>>> specify what characters are allowed.  Use text to further constrain
>>> it.  As it stands, a generic processor cannot know that the name
>>> doesn't permit the inclusion of (for instance) ":" or CRLF.  A common
>>> method is to define something like this as:
>>>   DIRNAME = Version-directive / UUID-directive / ... / extension-directive
>>> More commonly, go up a level and define directive using the choice.
>>> That way, each directive can define a name and value together using
>>> ABNF.  e.g.
>>>   Version-directive = "Version" ":" HTAB "CDNI" "/" 1*DIGIT "." 1*DIGIT
>> I’ll park these ABNF comments since I got many others and will handle them together.
>>> I wouldn't be so prescriptive about the version format.  Unless there
>>> are specific semantics you want to extract from each digit.
>> Fair enough. I have relaxed it and simply made the format NHTABSTRING.
>> In the corresponding IANA section for the Version registry, I have added:
>> “
>> Within the registry, Version values are to be allocated by IANA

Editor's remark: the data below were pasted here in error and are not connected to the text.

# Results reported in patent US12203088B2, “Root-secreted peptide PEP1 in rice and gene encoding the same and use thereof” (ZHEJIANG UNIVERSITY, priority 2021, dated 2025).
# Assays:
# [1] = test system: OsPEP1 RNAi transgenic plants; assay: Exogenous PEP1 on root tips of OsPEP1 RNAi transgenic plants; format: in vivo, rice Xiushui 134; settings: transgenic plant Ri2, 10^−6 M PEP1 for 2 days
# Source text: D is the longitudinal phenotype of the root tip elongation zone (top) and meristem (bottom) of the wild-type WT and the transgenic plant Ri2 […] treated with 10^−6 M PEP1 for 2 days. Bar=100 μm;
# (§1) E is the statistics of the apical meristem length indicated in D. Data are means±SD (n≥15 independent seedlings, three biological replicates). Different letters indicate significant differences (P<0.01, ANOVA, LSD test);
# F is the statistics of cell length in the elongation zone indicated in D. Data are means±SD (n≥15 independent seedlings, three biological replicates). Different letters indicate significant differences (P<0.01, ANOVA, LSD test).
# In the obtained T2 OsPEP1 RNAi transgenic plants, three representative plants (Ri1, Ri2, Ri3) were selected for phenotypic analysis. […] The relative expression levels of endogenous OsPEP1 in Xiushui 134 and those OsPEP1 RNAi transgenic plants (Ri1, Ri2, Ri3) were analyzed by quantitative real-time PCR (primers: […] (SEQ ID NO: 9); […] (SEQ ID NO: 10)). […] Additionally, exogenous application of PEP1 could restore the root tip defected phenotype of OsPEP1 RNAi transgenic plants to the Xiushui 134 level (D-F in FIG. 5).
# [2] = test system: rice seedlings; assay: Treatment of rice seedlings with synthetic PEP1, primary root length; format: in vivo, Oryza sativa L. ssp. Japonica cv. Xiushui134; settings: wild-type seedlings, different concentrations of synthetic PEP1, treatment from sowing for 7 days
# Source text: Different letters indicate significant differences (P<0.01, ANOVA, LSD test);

>>   according to the "Specification Required" policy specified in
>>   [RFC5226].  Version values are to be allocated by IANA with a format
>>   of NAMEFORMAT (see Section 3.1).  Version values corresponding to
>>   specifications produced by the IETF CDNI Working Group are to be
>>   allocated a name starting with "CDNI".  All other Version values are
>>   to be allocated a name that does not start with "CDNI”.
>> “
> Creating carve-outs in registries like that is inadvisable.  Someone
> might attach semantics to them and then you get into trouble.  See the
> RFC on x-.

I checked RFC 6648 and see your point.
So I have removed the text in IANA sections recommendation a naming structure.

>>> S3.4.1: I wouldn't worry about HTTP/2 being special here.  All that
>>> speculation is painful, especially since HTTP/2 will likely be